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The Summer Palace: James Merrill's Fantastical Wallpaper

The Summer Palace: James Merrill's Fantastical Wallpaper

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In his 1960 introduction to an exhibit catalog on the painter Corot, James Merrill wrote, “The writer will always envy the painter.” This interest in the relationship between literature and the visual arts emerges years later in the poem Mirabell: Books of Number , in which we see Merrill the designer influence Merrill the poet.

Mirabell opens with the lines, “Oh very well, then.
Let us broach the matter / Of the new wallpaper in Stonington”; clearly, this paper was not a fiction. When Merrill asked his friend Hubbell Pierce to help him create wallpaper for the parlor of his home in Stonington, Connecticut, Pierce—an artist, entertainer, and owner of his own wallpaper firm—was more than happy to help. 

The first reference to the wallpaper in Merrill’s correspondence appears in a letter from Pierce to Merrill in April, 1974. Over the course of their communications about the subject, Merrill explains that he wants his wallpaper to have the same motifs and colors as the Chinese rug that rests in his parlor. Early in Mirabell , Merrill describes the rug:

The border renders in two shades of tan
And three intensities of Prussian blue
Overlapping cloudlets that give way 
To limber, leotarded, blue-eyed bats
—Symbols of eternity, said the dealer. 

These, indeed, are the same patterns (in addition to fans with oriental designs) that appear in the wallpaper. Merrill also says in the opening of Mirabell that, like the rug, the wallpaper is just one of his and David Jackson’s efforts to add “grandeur” to their home. Although he is writing about material possessions, the wallpaper is more than mere interior design; it is the artistic creation of the collaboration between Merrill and Pierce.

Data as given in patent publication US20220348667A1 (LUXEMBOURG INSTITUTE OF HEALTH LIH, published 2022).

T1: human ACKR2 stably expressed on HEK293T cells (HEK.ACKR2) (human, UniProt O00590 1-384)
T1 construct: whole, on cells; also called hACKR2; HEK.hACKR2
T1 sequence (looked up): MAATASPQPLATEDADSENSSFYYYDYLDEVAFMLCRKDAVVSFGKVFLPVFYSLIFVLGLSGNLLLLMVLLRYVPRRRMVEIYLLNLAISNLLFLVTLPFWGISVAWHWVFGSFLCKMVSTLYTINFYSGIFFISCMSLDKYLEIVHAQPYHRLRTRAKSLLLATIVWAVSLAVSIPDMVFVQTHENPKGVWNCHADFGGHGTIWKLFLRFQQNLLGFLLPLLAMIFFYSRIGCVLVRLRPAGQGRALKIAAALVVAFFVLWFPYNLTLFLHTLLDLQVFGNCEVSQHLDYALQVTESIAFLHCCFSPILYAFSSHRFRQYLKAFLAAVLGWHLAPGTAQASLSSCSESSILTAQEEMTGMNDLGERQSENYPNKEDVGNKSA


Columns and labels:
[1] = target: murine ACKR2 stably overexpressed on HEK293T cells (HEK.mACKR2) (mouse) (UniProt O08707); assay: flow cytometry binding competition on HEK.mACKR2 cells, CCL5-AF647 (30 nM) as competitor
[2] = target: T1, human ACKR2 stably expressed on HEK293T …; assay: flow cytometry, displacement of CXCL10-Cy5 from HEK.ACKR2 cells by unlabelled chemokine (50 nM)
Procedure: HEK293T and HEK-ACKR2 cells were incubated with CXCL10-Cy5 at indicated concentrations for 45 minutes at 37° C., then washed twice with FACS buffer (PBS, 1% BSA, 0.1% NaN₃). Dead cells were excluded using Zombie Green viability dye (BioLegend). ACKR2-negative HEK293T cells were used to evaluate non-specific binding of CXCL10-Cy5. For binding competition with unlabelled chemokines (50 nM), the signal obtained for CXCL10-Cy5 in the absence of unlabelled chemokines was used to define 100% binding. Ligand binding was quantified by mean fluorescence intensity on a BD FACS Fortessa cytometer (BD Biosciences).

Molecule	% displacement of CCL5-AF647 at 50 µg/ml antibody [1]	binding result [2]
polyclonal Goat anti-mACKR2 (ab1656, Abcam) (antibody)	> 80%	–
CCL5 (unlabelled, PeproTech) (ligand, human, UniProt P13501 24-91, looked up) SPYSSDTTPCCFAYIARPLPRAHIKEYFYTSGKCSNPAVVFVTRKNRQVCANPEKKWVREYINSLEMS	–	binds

Mirabell: Books of Number begins by describing the creation of the wallpaper. The wallpaper also provides the setting for the poem as it is an integral element of the room where Merrill and Jackson communicate with the spirit world via the Ouija board. As the poem continues, Merrill and Jackson find they are talking to creatures who say they look very much like the bats represented on the wallpaper—the symbols of eternity. The wallpaper has become the medium between the spirit world and the material world in the poem. 

ames Merrill’s wallpaper is the location of many intertwining stories. As a work of art on its own and as the subject for another work of art, the wallpaper brings together the visual and the written. It is a place where the spiritual and the material meet. Through the wallpaper, the lines between reality and the created world of the poem blur. Now, we have broached the matter of the wallpaper.

Ida McCall and Margaret Funkhouser

The Summer Palace: James Merrill's Fantastical Wallpaper